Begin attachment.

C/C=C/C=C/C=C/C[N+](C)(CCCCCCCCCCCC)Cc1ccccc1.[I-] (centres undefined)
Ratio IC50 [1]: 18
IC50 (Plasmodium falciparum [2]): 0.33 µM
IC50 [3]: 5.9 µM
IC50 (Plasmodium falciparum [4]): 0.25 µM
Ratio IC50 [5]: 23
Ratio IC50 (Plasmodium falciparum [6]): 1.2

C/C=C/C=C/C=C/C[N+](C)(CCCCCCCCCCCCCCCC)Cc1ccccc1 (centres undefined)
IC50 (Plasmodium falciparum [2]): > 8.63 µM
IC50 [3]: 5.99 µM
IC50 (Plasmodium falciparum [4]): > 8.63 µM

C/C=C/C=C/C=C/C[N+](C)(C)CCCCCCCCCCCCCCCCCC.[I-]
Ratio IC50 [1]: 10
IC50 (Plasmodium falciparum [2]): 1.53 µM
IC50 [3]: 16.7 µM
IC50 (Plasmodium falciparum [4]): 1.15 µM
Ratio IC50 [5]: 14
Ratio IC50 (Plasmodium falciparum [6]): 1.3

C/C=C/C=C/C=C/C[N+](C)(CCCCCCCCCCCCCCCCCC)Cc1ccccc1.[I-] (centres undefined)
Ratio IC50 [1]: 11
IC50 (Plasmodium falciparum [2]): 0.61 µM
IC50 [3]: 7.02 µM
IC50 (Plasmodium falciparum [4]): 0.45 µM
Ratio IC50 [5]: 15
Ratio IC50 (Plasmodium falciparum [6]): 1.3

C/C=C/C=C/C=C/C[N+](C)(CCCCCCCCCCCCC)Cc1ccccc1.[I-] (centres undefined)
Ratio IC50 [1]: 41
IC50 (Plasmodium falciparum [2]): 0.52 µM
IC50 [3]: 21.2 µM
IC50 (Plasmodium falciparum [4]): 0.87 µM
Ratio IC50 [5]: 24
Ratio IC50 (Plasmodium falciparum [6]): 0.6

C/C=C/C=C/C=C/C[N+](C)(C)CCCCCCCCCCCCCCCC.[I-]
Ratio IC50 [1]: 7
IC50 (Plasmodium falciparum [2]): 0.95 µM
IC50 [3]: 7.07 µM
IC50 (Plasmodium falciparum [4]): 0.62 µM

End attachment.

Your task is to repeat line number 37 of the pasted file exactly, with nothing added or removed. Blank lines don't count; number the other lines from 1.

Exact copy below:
IC50 (Plasmodium falciparum [4]): 0.62 µM